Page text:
Due to extreme heat in the Middle East climbing up to 50°C in the height of summer, the necessity for reliable gas detection is critical. In this blog, we’re focusing on the requirement for detection of hydrogen sulphide (H2S)- a long running challenge for the Middle East’s gas detection industry.

By combining a new trick with old technology, we’ve got the answer to reliable gas detection for environments in the harsh Middle Eastern climate. Our new High Temperature (HT) H2S sensor for XgardIQ has been revisited and improved by our team of Crowcon experts by using a combination of two ingenious adaptations to its original design.

In traditional H2S sensors, detection is based on electrochemical technology, where electrodes are used to detect changes induced in an electrolyte by the presence of the target gas. However, high temperatures combined with low humidity causes the electrolyte to dry out, impairing sensor performance so that the sensor has to be replaced regularly; meaning high replacement costs, time and efforts.

Making the new sensor so advanced from its predecessor is its ability to retain the moisture levels within the sensor, preventing evaporation even in high temperature climates. The updated sensor is based on electrolytic gel, adapted to make it more hygroscopic and avoiding dehydration for longer.

As well as this, the pore in the sensor housing has been reduced, limiting the moisture from escaping. This chart indicated weight loss which is indicative of moisture loss. When stored at 55°C or 65°C for a year just 3% of weight is lost. Another typical sensor would lose 50% of its weight in 100 days in the same conditions.

For optimal leak detection, our remarkable new sensor also features an optional remote sensor housing, while the transmitter’s displays screen and push-button controls are positioned for safe and easy access for operators up to 15metres away.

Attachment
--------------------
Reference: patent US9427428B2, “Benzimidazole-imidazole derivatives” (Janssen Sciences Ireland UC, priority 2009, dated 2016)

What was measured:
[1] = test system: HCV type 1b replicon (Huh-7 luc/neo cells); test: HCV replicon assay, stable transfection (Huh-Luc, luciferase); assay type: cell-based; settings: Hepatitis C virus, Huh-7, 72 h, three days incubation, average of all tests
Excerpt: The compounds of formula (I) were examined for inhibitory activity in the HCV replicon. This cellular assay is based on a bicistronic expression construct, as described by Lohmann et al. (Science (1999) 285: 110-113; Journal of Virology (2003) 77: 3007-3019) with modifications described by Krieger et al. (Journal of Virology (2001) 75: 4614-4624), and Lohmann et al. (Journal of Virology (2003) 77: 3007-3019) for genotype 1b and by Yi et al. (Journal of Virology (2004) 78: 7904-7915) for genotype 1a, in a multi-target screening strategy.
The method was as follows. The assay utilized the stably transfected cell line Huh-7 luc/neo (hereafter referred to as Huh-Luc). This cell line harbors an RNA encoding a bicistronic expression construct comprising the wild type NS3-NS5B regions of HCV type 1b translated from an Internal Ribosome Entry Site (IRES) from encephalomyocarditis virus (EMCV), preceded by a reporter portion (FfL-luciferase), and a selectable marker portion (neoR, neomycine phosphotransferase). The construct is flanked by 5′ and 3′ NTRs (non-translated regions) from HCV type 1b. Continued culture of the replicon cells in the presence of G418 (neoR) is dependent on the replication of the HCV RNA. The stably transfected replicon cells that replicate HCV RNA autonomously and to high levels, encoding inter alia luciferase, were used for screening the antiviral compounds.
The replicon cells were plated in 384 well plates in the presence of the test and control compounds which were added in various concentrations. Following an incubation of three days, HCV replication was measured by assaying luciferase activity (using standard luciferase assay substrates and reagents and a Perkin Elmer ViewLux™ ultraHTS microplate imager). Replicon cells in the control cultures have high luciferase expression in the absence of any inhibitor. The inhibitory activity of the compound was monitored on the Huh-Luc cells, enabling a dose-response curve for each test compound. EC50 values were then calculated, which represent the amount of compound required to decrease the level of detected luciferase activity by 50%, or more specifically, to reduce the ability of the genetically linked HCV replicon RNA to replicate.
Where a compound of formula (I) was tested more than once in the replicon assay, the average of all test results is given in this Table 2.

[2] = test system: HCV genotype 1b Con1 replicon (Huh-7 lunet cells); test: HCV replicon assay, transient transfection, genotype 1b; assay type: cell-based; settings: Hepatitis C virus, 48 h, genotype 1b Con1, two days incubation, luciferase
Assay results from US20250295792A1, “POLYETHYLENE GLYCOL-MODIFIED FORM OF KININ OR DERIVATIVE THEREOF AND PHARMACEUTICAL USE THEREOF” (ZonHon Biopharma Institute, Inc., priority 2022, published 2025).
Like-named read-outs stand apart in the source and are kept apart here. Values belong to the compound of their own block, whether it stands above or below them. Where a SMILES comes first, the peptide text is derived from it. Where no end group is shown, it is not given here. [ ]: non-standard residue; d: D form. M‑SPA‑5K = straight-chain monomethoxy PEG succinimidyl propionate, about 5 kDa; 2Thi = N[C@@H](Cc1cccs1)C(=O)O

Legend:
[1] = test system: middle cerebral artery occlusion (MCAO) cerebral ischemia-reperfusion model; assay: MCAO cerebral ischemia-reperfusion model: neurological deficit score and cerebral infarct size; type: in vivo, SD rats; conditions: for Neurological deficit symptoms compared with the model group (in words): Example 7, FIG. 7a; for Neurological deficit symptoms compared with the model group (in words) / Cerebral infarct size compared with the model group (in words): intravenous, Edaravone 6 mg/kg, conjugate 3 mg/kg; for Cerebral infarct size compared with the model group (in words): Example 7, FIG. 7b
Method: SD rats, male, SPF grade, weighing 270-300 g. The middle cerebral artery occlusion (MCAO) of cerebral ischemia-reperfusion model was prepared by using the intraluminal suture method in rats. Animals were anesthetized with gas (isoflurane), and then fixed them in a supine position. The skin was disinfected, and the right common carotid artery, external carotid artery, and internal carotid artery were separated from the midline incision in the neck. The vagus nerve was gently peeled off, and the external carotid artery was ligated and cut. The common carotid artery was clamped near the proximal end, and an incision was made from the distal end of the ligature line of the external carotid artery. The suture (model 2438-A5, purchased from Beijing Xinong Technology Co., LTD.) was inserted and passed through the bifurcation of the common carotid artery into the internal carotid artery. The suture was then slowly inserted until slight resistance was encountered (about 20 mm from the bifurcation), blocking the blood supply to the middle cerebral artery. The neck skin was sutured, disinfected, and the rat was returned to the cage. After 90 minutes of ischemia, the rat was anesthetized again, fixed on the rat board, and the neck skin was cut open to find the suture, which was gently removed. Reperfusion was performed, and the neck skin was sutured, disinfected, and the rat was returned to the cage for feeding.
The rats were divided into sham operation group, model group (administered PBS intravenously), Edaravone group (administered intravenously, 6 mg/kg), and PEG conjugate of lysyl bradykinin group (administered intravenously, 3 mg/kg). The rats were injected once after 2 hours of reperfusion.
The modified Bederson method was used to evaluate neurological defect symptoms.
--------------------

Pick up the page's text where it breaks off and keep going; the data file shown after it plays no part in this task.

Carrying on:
The results of our new HT H2S sensor for XgardIQ speak for themselves, with an operating environment of up to 70°C at 0-95%rh, as well featuring a 0-200ppm and T90 response time of less than 30 seconds. Unlike other sensors for detecting H2S, it offers a life expectancy of over 24 months, even in tough climates like the Middle East.

The answer to the Middle East’s gas detection challenges fall in the hands of our new sensor, providing its users with cost-effective and reliable performance.

Click here for more information about the Crowcon HT H2S sensor.

Once again, Gas-Pro is ‘detector of choice’ for volcano environmental expedition

We are all familiar with the term global warming and often see statistics about the potential effects this could have on our planet.  One such prediction is by the end of this century the globe will increase in temperature by between 0.8 and 4 degrees.

What many of us may not know is that volcanoes, which are a completely natural phenomenon, contribute a significant amount of gases into our atmosphere. And these gases are currently not considered in the world’s climate models, which means there is potentially a large margin of error.

However, this could be about to change as Yves Moussallam, an inspiring French Volcanologist, who with the support of Rolex and the 2019 Rolex Awards for Enterprise, has made it his mission to understand volcanos and how they impact on our planet.  He ventures into these dramatic and dangerous environments to take measurements which are used by scientists and climatologists to improve their prediction models.

By observing volcanos, and gathering this vitally important data, he is helping the world understand the impact volcanos are having on climate change.

Yves is no stranger to volcanic expeditions. In 2015, he led a small team to the Nazca subduction zone in South America. Their mission was to provide the first accurate and large-scale estimate of the flux of several volatile gas species.

To keep the team safe, Yves selected Crowcon detection equipment and was delighted with Gas man and Gas-Pro’s lightweight, clean and safe functionality.